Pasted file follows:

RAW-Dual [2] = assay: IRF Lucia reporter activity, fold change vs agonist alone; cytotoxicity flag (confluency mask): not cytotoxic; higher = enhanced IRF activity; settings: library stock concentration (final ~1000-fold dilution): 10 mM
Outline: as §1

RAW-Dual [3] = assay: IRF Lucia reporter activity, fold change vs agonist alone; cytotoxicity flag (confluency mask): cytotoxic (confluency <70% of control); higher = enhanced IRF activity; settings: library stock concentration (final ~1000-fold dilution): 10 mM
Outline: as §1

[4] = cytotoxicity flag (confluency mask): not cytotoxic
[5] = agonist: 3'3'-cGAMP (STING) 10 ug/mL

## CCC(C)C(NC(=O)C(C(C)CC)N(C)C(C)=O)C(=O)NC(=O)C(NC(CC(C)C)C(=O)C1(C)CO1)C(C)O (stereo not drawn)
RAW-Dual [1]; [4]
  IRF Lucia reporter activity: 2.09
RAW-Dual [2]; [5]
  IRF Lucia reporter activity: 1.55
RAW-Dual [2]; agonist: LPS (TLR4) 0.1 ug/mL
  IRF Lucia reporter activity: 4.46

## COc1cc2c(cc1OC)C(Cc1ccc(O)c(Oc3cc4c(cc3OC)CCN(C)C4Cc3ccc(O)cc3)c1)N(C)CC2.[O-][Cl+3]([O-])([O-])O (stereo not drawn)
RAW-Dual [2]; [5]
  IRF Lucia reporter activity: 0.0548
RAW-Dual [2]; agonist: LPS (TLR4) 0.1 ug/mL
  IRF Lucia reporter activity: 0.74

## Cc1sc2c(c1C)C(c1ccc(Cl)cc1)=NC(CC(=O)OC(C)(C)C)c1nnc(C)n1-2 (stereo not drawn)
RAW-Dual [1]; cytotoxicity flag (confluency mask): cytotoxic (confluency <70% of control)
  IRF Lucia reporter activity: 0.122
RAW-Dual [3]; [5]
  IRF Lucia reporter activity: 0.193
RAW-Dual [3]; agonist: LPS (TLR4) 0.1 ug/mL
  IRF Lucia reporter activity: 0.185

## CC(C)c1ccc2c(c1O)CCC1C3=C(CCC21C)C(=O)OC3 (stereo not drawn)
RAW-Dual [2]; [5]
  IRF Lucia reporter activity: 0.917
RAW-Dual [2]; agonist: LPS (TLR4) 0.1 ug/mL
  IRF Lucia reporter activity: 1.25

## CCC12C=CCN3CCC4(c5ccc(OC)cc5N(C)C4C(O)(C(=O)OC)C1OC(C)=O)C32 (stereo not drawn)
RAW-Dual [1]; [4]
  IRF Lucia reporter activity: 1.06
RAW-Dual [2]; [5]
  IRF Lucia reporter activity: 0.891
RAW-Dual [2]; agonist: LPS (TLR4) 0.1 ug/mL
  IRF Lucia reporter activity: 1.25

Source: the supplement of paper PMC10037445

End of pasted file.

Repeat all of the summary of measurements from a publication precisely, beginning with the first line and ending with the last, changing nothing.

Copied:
RAW-Dual [2] = assay: IRF Lucia reporter activity, fold change vs agonist alone; cytotoxicity flag (confluency mask): not cytotoxic; higher = enhanced IRF activity; settings: library stock concentration (final ~1000-fold dilution): 10 mM
Outline: as §1

RAW-Dual [3] = assay: IRF Lucia reporter activity, fold change vs agonist alone; cytotoxicity flag (confluency mask): cytotoxic (confluency <70% of control); higher = enhanced IRF activity; settings: library stock concentration (final ~1000-fold dilution): 10 mM
Outline: as §1

[4] = cytotoxicity flag (confluency mask): not cytotoxic
[5] = agonist: 3'3'-cGAMP (STING) 10 ug/mL

## CCC(C)C(NC(=O)C(C(C)CC)N(C)C(C)=O)C(=O)NC(=O)C(NC(CC(C)C)C(=O)C1(C)CO1)C(C)O (stereo not drawn)
RAW-Dual [1]; [4]
  IRF Lucia reporter activity: 2.09
RAW-Dual [2]; [5]
  IRF Lucia reporter activity: 1.55
RAW-Dual [2]; agonist: LPS (TLR4) 0.1 ug/mL
  IRF Lucia reporter activity: 4.46

## COc1cc2c(cc1OC)C(Cc1ccc(O)c(Oc3cc4c(cc3OC)CCN(C)C4Cc3ccc(O)cc3)c1)N(C)CC2.[O-][Cl+3]([O-])([O-])O (stereo not drawn)
RAW-Dual [2]; [5]
  IRF Lucia reporter activity: 0.0548
RAW-Dual [2]; agonist: LPS (TLR4) 0.1 ug/mL
  IRF Lucia reporter activity: 0.74

## Cc1sc2c(c1C)C(c1ccc(Cl)cc1)=NC(CC(=O)OC(C)(C)C)c1nnc(C)n1-2 (stereo not drawn)
RAW-Dual [1]; cytotoxicity flag (confluency mask): cytotoxic (confluency <70% of control)
  IRF Lucia reporter activity: 0.122
RAW-Dual [3]; [5]
  IRF Lucia reporter activity: 0.193
RAW-Dual [3]; agonist: LPS (TLR4) 0.1 ug/mL
  IRF Lucia reporter activity: 0.185

## CC(C)c1ccc2c(c1O)CCC1C3=C(CCC21C)C(=O)OC3 (stereo not drawn)
RAW-Dual [2]; [5]
  IRF Lucia reporter activity: 0.917
RAW-Dual [2]; agonist: LPS (TLR4) 0.1 ug/mL
  IRF Lucia reporter activity: 1.25

## CCC12C=CCN3CCC4(c5ccc(OC)cc5N(C)C4C(O)(C(=O)OC)C1OC(C)=O)C32 (stereo not drawn)
RAW-Dual [1]; [4]
  IRF Lucia reporter activity: 1.06
RAW-Dual [2]; [5]
  IRF Lucia reporter activity: 0.891
RAW-Dual [2]; agonist: LPS (TLR4) 0.1 ug/mL
  IRF Lucia reporter activity: 1.25

Source: the supplement of paper PMC10037445